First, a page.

Nan and Walt's 1999 - 2000 Sabbatical
Report #8, March 1, 2000
Part V - South African Flora

It's the end of summer here now and the flowers have been stupendous. Some are familiar and others are not. If anyone knows the names of the plants and trees I haven't identified, please let me know what they are! (Thanks to M Kriek I have some corrections and names!)

       

plumbago: Plumbago auriculata; This flower grow everywhere.

Morning Glory and something that looks like heaather, although it grows much higher.

       

Agave, although I think they may call it something else here (Sisal, according to M. Kriek). There is also a lot of aloe. It even appears along with the elephant on the latest license plate. Another (non-indigenous) plant that there is an abundance of is prickly pear. Natives are frequently selling its fruit along side the road.

       

Bouganvillea and a bird, a Hadeda ibis, that makes a lot of noise when it flies - especially noticable in the EARLY morning. :-)

       

Protea, the national flower emblem of South Africa.

       

Scotia, meaning bean. This plant produces a bean-like fruit. The elephants like the flowers a lot!

       

Hibiscus

       

More Hibiscus (According to M. Kriek: "The Hibiscus flowers are all variations of the Hibiscus rosa-sinensis from Asia."

Flowers/Plants I cannot identify

       

       

       

       

(I lied a little - on the right is a small grove of varieties of palms.) (M. Kriek tells me: "Flowers of two Bluegums (Eucalypts) from Australia: The white Eucalypt is probably the Red Gum, Eucalyptus camaldulensis, from Australia, invader along streams. The red Eucalypt is the Black Ironbark, Eucalyptus sideroxylon. Blue flowers: Don't know. White flower with yellow centre: Frangipani, apparently Plumeria sp. from west India. Yellow flower, Cape Honeysuckle, Tecomaria capensis, yellow variety. Indigenous. Red flowers: Known as Kannas/Cannas (Canna means reed, which it isn't) Not southern African. White flower: Frangipani again.")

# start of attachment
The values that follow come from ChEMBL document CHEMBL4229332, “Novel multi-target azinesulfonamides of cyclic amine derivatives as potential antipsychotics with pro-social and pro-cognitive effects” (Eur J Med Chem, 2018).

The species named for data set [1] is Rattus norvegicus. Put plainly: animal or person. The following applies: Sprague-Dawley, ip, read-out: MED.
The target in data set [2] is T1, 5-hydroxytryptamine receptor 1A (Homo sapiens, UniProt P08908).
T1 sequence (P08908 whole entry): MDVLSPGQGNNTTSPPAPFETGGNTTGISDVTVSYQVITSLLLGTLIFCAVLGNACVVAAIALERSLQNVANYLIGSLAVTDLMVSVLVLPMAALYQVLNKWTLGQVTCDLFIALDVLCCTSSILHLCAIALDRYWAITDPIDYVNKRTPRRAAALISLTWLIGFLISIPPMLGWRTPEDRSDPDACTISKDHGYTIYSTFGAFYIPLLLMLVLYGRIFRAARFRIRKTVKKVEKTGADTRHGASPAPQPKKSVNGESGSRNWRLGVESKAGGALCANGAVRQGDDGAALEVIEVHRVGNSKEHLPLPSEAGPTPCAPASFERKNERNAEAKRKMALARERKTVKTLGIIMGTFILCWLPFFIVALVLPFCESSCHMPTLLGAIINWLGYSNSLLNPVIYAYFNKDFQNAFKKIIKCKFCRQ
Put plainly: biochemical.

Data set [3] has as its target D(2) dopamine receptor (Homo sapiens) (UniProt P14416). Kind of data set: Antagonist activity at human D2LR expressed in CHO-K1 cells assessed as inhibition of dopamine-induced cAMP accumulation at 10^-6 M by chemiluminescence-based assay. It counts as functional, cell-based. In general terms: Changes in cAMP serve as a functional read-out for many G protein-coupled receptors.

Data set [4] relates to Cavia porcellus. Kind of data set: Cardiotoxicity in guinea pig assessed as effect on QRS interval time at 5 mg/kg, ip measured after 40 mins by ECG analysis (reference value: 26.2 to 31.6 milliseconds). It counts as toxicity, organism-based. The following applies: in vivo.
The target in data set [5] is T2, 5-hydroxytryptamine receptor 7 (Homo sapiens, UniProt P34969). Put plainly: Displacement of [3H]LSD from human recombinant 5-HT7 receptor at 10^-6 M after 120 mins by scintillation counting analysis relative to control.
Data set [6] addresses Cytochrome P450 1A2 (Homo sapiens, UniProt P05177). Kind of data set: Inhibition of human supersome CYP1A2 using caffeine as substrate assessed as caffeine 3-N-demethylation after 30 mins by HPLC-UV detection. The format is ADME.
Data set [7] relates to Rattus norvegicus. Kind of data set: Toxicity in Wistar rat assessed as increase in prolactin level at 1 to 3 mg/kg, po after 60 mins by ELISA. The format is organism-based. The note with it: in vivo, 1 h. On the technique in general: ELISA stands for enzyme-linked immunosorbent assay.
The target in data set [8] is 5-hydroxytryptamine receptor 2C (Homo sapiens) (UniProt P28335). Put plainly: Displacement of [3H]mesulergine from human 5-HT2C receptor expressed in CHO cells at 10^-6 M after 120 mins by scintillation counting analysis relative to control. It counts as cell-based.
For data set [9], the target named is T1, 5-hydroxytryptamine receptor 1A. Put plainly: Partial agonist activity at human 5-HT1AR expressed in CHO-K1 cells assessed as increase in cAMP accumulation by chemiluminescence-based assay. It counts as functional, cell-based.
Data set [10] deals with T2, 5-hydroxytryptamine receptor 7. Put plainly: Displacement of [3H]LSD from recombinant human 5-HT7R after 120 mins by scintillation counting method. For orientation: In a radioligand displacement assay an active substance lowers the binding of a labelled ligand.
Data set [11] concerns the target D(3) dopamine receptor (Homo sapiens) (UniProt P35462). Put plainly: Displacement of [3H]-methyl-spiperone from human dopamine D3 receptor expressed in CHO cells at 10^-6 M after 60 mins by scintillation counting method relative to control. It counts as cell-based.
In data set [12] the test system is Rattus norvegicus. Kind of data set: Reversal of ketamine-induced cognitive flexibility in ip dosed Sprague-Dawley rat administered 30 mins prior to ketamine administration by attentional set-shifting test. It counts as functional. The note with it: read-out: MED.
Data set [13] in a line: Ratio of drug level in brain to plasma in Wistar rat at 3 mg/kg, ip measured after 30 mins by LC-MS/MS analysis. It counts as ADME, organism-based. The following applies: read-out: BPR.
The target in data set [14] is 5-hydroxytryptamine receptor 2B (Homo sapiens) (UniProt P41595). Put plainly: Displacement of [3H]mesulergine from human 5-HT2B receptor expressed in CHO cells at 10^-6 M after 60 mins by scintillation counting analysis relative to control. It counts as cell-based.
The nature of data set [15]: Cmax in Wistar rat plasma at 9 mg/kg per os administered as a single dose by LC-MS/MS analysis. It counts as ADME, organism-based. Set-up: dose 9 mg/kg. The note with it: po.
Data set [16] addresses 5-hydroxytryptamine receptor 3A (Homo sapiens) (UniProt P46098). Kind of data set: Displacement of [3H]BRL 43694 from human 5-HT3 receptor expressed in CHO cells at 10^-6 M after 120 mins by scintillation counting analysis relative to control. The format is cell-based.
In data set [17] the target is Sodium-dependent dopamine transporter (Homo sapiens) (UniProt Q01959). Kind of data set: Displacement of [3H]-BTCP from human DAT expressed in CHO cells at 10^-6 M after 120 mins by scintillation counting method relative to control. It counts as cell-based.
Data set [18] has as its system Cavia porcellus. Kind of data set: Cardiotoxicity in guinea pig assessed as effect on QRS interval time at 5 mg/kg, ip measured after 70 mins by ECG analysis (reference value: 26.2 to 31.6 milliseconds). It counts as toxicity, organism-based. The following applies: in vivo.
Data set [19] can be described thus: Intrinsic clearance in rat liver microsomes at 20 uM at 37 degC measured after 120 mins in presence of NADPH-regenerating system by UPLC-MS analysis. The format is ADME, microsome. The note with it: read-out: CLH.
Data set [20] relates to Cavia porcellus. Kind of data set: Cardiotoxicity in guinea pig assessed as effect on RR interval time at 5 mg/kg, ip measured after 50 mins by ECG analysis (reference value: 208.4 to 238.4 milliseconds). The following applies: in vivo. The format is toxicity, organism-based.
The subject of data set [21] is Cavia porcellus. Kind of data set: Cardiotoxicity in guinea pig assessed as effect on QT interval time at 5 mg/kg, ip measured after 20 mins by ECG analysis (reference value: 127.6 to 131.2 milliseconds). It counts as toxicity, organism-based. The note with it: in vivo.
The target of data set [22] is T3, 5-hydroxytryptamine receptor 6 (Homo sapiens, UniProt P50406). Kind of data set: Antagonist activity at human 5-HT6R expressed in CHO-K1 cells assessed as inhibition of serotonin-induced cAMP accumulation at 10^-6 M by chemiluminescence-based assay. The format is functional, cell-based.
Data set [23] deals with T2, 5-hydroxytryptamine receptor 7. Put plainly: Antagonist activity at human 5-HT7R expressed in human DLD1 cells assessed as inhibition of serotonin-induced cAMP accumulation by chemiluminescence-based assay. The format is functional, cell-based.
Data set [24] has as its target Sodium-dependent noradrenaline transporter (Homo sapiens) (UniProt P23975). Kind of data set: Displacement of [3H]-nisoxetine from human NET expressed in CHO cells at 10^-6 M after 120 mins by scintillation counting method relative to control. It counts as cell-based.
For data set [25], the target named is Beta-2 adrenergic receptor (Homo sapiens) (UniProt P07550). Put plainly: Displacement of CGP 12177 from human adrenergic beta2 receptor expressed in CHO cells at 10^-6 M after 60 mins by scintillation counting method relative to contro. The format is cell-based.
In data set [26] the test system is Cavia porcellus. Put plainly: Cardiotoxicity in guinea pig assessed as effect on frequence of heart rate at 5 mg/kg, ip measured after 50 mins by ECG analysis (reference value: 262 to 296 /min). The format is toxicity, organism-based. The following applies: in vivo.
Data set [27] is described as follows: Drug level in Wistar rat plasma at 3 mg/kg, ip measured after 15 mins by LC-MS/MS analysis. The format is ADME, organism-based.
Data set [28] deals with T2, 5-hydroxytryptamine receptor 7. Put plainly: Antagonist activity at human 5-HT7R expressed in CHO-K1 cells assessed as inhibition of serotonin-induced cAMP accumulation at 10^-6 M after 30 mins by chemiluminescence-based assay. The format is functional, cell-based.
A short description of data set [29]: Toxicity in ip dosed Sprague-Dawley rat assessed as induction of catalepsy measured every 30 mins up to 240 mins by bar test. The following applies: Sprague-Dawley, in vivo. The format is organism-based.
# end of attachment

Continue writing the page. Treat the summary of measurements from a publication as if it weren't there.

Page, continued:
The tree on the right has a maple-like leaf, although the bark doesn't look like maple. When we were in Hogsback, we saw some similar trees that appeared to have been tapped. (Per M. Kriek: "White flowers: appears to be a Bougainvillea glabra cultivar (Paper flower). Orangy-red species: Cape Honeysuckle, Tecomaria capensis, indigenous. Orange with black centre: don't know. Aloe comptonii (probably) background, small Strelitzia foreground. Tree: From what I can see it's a Plane, probably a hybrid between the Oriental Plane, Platanus orientalis and the American Sycamore, Platanus occidentalis, so you can say P. orientalis x occidentalis. Asparagus densiflorus, a South African plant. Cape Honeysuckle, Tecomaria capensis")

Go back to Part II - South Africa

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Nan C. Schaller
Rochester Institute of Technology
Computer Science Department
102 Lomb Memorial Dr.
Rochester, NY 14623-5608
telephone: +1.585.475.2139
fax: +1.585.475.7100
e-mail: ncs@cs.rit.edu

3 March 2000